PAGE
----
White & Case LLPOn January 15, 2021, the US Environmental Protection Agency (the EPA) announced that it approved an application from the State of Texas to administer the National Pollutant Discharge Elimination System (NPDES) program for discharges into waters of the State from oil and gas operations. The specific discharges addressed by this action include produced water, hydrostatic test water and gas plant effluent.

The EPA, the State of Texas and proponents of the program transfer believe it promotes environmental protection and regulatory efficiency. In comments addressed by the EPA in the Federal Register, opponents to the change expressed a general distrust of the State's regulation of the oil and gas industry.

This federal action, which took effect during the final week of the Trump administration, provides for the Texas Commission on Environmental Quality (the TCEQ) to take over responsibility for permitting authority for such discharges from oil and gas ‎activities, pipelines and natural gas processing plants that were previously under the jurisdiction of the Texas Railroad Commission (RRC).

The State's request for this change required several legislative and regulatory steps. On June 14, 2019, Texas Governor Greg Abbott signed Texas House Bill (HB) 2771 directing the TCEQ to seek NPDES program authority. HB 2771 also ordered the transfer of permitting authority for these discharges from the RRC to the TCEQ upon approval of program authorization, and the transfer of program authority from the EPA to the TCEQ. On October 12, 2020, Texas formally submitted to the EPA a request for NPDES program authorization for oil and gas discharges.

After a review and consideration of public comments, the EPA determined that the request from Texas met the criteria of the Clean Water Act (CWA) and other federal regulations for approval of the NPDES program authorization. The CWA created the NPDES program under which the EPA may issue permits for the discharge of pollutants from a point source to waters of the US subject to such discharges meeting certain water quality standards. The CWA requires the EPA to authorize a state to administer an equivalent (i.e., equally protective) state program upon the governor's request, provided the state has the appropriate legal authority and a program that meets the CWA's criteria.

The program transfer should result in a more streamlined wastewater permitting process for oil and gas operators in Texas as all wastewater discharges in the state, with certain limited exceptions, are now regulated by the TCEQ. The TCEQ's authority to implement NPDES permitting, compliance monitoring and enforcement for oil and gas activities now applies to all discharges into water from facilities on land within the State of Texas, and extends three (3) miles offshore into the Gulf of Mexico. Spills or releases of hydrocarbons subject to the Oil Pollution Act and discharges of wastewater to waters on Indian lands remain within the EPA's direct area of responsibility and are not affected by the transfer of NPDES program authorization to the TCEQ. In addition, the RRC continues to regulate the land application of wastewater from oil and gas activities in Texas.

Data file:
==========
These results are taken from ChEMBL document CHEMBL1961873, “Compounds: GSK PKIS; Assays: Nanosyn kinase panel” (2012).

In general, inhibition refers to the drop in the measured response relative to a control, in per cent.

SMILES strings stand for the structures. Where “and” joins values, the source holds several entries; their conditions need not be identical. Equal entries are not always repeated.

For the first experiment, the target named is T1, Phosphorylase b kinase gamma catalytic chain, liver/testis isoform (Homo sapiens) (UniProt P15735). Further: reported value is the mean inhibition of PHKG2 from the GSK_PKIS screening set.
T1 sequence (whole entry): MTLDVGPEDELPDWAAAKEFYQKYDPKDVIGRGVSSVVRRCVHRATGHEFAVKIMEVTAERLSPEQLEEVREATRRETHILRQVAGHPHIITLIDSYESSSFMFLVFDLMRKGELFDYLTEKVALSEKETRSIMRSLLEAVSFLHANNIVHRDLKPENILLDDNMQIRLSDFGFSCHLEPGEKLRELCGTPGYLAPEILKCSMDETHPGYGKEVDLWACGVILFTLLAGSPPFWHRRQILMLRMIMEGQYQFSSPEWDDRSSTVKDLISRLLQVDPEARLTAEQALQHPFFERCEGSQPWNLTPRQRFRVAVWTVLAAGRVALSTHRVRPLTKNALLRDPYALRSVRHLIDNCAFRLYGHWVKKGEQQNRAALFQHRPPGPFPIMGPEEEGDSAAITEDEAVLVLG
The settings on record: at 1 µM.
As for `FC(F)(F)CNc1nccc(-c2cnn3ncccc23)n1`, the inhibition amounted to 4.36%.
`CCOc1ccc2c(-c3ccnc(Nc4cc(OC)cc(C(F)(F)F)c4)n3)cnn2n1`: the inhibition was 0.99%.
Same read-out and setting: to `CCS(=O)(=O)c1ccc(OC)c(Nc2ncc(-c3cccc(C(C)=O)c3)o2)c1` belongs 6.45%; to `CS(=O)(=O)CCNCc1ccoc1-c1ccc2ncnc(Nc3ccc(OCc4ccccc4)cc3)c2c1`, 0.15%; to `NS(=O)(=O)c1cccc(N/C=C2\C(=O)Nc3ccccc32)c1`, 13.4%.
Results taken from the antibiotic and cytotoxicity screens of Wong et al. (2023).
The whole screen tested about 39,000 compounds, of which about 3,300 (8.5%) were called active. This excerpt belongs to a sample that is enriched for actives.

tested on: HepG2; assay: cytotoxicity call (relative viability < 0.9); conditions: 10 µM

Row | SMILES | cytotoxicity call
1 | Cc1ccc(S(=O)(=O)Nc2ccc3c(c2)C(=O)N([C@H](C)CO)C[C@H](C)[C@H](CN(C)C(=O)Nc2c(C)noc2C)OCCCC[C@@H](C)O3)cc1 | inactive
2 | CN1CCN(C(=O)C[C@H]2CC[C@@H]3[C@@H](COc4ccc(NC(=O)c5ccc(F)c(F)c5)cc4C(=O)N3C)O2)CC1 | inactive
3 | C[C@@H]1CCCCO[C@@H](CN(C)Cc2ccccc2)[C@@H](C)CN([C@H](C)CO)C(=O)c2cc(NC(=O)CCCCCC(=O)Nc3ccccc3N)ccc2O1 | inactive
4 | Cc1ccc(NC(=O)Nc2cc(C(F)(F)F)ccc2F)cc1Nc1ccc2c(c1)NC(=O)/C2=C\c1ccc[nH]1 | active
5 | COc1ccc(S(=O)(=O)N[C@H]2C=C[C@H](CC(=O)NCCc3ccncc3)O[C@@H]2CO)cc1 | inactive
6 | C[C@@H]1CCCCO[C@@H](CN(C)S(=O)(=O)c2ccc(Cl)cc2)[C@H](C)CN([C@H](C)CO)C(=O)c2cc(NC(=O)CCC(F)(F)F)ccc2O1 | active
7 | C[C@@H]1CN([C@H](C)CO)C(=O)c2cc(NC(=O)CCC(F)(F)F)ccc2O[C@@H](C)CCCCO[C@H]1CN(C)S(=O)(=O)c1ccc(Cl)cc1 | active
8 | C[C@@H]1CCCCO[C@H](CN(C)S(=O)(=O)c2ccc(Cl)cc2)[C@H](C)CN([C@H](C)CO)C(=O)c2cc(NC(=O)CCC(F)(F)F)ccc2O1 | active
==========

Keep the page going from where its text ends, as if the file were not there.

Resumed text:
A Memorandum of Agreement (MOA) between EPA and the TCEQ describes in detail how NPDES permitting, compliance monitoring, enforcement activities and pretreatment activities are to be transferred to the TCEQ. The EPA will initially retain jurisdiction for permits for which appeals are pending and for enforcement actions that are currently ongoing. The MOA also describes the implications of the program transfer to the TCEQ for pending applications.

EPA Regional Administrator Ken McQueen stated: "This action will help Texas administer a process for the regulated community without unnecessary and duplicative permitting processes and ensure the best environmental and economic outcomes."

A copy of the EPA approval letter can be found here.

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